Two case studies:

One Executive Head Teacher (who wants to remain anonymous), who runs three schools in a London borough, claims he has spent over £40,000 a month on professional cleaning across the three schools he oversees.  From March to the end of September, he was spending £1500 per week to fog every school, allowing them to stay open and keep staff and students safe – as well as the unions off his back.

He has had to find more cost effective solutions which has involved staff doing it themselves, detracting them from teaching students. This of course this massively impacts on staffing costs and their time, both of which are in short supply.

He says: Our commitment to keeping our schools safe has resulted in us having only one or two confirmed covid cases since September, and we’ve only had to send 30 students and one member of staff home across the three schools to self-isolate.

Our borough has been able to provide us with financial support so we are very lucky, but I know it varies from borough to borough. It’s a lot about relationships between individual schools and their borough.  This money has come from surplus budgets at borough level but that pot is now decimated.  We’ve also been able to draw upon our own surplus budgets that were intended to enhance learning in our 3 schools. Projects we had planned have been put on hold as a result – for example we are no longer able to recruit for new positions which puts extra pressure on existing staff.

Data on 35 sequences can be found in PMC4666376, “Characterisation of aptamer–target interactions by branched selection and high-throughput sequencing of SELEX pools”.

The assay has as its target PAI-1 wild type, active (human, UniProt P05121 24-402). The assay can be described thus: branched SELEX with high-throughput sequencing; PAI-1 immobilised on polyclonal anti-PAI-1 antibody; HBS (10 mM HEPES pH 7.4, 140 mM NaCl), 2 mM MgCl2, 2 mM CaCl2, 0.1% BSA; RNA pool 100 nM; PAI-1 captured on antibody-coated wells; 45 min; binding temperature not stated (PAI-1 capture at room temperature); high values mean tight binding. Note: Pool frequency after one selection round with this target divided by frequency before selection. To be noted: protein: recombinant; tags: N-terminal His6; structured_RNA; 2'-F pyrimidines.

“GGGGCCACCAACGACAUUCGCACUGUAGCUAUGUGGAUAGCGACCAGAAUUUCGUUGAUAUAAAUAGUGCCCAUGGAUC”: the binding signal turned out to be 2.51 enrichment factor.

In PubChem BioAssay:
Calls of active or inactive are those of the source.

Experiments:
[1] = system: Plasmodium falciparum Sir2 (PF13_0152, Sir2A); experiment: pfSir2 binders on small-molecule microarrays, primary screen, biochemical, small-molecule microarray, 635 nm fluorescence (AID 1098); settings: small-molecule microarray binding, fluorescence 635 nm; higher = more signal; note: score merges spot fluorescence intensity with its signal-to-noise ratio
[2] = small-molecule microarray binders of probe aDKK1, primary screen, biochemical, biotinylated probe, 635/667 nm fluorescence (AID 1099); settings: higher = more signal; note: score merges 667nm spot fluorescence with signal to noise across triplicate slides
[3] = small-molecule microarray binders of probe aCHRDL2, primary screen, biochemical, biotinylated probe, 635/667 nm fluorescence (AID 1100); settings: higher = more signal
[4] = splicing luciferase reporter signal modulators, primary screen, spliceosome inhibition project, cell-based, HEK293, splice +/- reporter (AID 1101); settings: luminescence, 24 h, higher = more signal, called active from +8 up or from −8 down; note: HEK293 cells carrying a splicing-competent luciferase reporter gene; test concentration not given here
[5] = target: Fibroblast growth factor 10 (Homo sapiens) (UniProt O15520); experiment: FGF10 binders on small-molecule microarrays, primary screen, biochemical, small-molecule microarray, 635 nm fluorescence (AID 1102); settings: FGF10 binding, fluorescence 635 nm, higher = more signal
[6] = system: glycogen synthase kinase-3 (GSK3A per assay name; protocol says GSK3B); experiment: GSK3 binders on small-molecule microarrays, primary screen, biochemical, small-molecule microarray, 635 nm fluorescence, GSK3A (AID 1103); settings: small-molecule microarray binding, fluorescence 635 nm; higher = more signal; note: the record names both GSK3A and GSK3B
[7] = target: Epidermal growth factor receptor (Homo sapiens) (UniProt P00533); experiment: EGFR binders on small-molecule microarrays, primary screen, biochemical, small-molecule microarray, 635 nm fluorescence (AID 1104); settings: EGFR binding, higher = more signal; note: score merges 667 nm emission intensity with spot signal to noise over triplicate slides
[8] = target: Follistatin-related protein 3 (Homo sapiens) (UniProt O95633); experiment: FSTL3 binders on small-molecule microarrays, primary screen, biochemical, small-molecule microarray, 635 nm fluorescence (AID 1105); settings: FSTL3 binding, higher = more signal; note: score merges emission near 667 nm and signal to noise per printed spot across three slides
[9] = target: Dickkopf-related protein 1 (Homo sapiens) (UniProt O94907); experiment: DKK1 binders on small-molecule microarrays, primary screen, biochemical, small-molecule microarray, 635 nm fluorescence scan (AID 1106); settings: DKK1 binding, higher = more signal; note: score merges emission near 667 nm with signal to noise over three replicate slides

What will happen in 2021 is hanging over us like a big question mark. A lot depends on what the government decides to do in terms of honouring the promises it made at the start of the pandemic to support schools financially to help them stay open.”

The Executive Head is calling on the government to be transparent with schools about how the vaccination programme is going to work and how it will impact schools.  And he wants to see the government commit to standing by its agreement to support schools financially as it promised to do back in March:

“I’m not expecting them to pay my total bill for keeping our schools clean and safe – after all, we went above and beyond what was expected of us – but I’d like to see them honour their original commitment and I’d hope that all those hours of filling in and submitting forms on their request would come to something. We did what we were asked to do so they should honour their side of the deal.”

Ian Wilson is headteacher of The Bishops’ Blue Coat CE High School in Chester. His school only received its first local authority PPE support box at the end of November and, again, has had to rely on financial reserves to fund PPE and other cleaning measures, as well as donations from local businesses.

Comments Ian: “A member of our local community, Mike Cohen, who runs a company called HANDiGROUP that produces hand, screen and surface sanitisers, face masks, gloves and room sanitising equipment, got in touch with the school offering to supply complementary equipment to help us keep the school Covid secure.

“As well as supplying us with much needed face masks and hand sanitisers, he donated a PORTiBAC sanitiser backpack ‘fogger’ which enables us to sanitise our three marquees in just five minutes each.

“Schools have not received adequate funding and devices which save hours of cleaning time – saving expense in terms of cleaning-hours, has of course also provided much needed reassurance that we are doing all we can to make our school as safe as possible.

“We want to say a massive thank you to people like Mike who have stepped in across the country to fill the gap left by the government.”